Improved Method for Detecting Mutant DNAs
Reported in a new study in The Journal of Molecular Diagnostics
Philadelphia, PA, October 11, 2011 – Molecular DNA testing methods offer clinicians powerful tools that serve to confirm or identify disease diagnoses. High sensitivity and high specificity, however, are frequently a challenge to achieve with these methods. In a study scheduled for publication in the November issue of The Journal of Molecular Diagnostics, researchers describe a new, robust technique that holds promise for identifying trace mutant DNA sequences (signals) in an overwhelming population of unmutated DNA (noise).
A group of researchers in Korea describe a simple and inexpensive enrichment technique that they have termed mutant enrichment with 3′-modified oligonucleotides (MEMO). This oligonucleotide blocks extension of the normal gene but enables extension of the mutated gene, allowing for increased detection sensitivity.
"The potential applications of MEMO include all situations in which minority alleles of clinical significance are present and sensitive detection is required,” commented lead investigators Seung-Tae Lee MD, PhD, and Chang-Seok Ki, MD, PhD, Department of Laboratory Medicine and Genetics, Samsung Medical Center, Sungkyunkwan University School of Medicine, Seoul, Korea. “In addition to the application of MEMO to detect cancer mutations, it can be used in other situations, such as variant strain identification in infectious diseases (for example, the YMDD mutation in hepatitis B virus infection and antiviral drug–resistant variants in human immunodeficiency virus infection), minor mutant allele detection in patients with low-level somatic mosaicism or mitochondrial heteroplasmy, and characterization of fetal mutations from maternal plasma samples."
Using genomic DNA extracted from cancer-derived cell lines containing EGFR, BRAF, JAK2, TP53, or KRAS mutations and from a bone marrow sample containing an NPM1 mutation, the authors were able to demonstrate significant sensitivity to these mutations.
Compared to preexisting methods, MEMO was shown to provide an improved diagnostic performance so that the method can be easily applicable in various medical fields, where molecular assays are important for disease diagnosis or treatment monitoring, and thus may help to improve patient outcomes.
The article is “Mutant Enrichment with 3′-Modified Oligonucleotides (MEMO) - A Practical PCR Method for Detecting Trace Mutant DNAs” by Seung-Tae Lee, Ji-Youn Kim, Min-Jung Kown, Sun Wook Kim, Jae Hoon Chung, Myung-Ju Ahn, Young Lyun Oh, Jong-Won Kim, and Chang-Seok Ki (doi: 10.1016/j.jmoldx.2011.07.003). Published online ahead of its issue, it will appear in The Journal of Molecular Diagnostics, Volume 13, Issue 6 (November 2011) published by Elsevier.
# # #
Notes for editors
Full text of the article is available to credentialed journalists upon request; contact David Sampson at 215-239-3171 email@example.com. Journalists wishing to interview the authors may contact Dr. Chang-Seok Ki at firstname.lastname@example.org.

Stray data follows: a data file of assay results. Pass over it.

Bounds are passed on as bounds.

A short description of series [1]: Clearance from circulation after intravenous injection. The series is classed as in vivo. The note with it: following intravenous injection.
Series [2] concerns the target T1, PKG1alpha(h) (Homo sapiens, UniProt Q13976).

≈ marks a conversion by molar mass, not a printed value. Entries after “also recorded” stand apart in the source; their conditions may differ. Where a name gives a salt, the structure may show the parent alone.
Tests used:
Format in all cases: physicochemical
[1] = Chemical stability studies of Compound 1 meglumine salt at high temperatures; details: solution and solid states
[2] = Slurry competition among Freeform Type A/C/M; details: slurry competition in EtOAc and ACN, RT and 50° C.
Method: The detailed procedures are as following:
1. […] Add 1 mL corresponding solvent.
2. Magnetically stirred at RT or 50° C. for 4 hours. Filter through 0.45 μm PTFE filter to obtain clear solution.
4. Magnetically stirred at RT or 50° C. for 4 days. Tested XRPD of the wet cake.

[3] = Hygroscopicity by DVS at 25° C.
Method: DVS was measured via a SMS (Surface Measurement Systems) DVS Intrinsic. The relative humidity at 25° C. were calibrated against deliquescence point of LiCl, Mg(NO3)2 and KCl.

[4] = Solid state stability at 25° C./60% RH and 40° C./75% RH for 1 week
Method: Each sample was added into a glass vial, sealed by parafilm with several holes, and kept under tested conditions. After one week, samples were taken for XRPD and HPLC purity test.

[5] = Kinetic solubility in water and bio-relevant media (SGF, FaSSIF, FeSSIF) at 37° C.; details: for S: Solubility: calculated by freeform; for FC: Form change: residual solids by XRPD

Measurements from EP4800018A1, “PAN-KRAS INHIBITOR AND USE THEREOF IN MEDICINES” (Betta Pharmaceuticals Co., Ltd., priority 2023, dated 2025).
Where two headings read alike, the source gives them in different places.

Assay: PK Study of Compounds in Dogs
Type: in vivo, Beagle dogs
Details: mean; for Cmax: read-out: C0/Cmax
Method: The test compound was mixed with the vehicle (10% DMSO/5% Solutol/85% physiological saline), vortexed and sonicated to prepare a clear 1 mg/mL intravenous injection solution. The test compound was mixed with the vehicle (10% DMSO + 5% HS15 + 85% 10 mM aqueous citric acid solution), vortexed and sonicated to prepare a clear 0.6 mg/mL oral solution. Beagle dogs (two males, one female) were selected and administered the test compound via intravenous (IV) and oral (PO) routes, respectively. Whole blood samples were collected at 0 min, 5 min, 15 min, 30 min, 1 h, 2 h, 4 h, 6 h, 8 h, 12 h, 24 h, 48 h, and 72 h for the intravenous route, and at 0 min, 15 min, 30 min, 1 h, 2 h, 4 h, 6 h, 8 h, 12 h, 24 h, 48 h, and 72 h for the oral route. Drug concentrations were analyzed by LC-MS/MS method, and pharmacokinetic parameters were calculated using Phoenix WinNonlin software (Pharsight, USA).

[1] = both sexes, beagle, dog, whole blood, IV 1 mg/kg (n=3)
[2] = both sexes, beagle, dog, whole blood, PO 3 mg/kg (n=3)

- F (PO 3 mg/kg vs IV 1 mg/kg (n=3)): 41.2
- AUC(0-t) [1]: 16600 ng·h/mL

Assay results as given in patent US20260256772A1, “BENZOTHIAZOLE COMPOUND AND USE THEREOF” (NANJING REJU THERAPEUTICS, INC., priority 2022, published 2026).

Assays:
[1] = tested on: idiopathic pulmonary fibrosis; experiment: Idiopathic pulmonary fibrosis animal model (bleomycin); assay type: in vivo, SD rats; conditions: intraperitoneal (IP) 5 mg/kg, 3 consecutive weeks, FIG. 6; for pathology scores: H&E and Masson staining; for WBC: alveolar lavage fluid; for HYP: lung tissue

About The Journal of Molecular Diagnostics
The Journal of Molecular Diagnostics, ( jmd.amjpathol.org), the official publication of the Association for Molecular Pathology, co-published by the American Society for Investigative Pathology, seeks to publish high quality original papers on scientific advances in the translation and validation of molecular discoveries in medicine into the clinical diagnostic setting, and the description and application of technological advances in the field of molecular diagnostic medicine. The editors welcome for review articles that contain: novel discoveries or clinicopathologic correlations including studies in oncology, infectious diseases, inherited diseases, predisposition to disease, or the description of polymorphisms linked to disease states or normal variations; the application of diagnostic methodologies in clinical trials; or the development of new or improved molecular methods for diagnosis or monitoring of disease or disease predisposition.
The Journal of Molecular Diagnostics, with an Impact Factor of 4.219, ranks among the Top 10 journals in Pathology, according to Thomson Reuters Journal Citation Reports® 2010.
Elsevier is a global information analytics business that helps institutions and professionals progress science, advance healthcare and improve performance for the benefit of humanity. Elsevier provides digital solutions and tools in the areas of strategic research management, R&D performance, clinical decision support, and professional education; including ScienceDirect, Scopus, ClinicalKey and Sherpath. Elsevier publishes over 2,500 digitized journals, including The Lancet and Cell, more than 35,000 e-book titles and many iconic reference works, including Gray's Anatomy. Elsevier is part of RELX Group, a global provider of information and analytics for professionals and business customers across industries. www.elsevier.com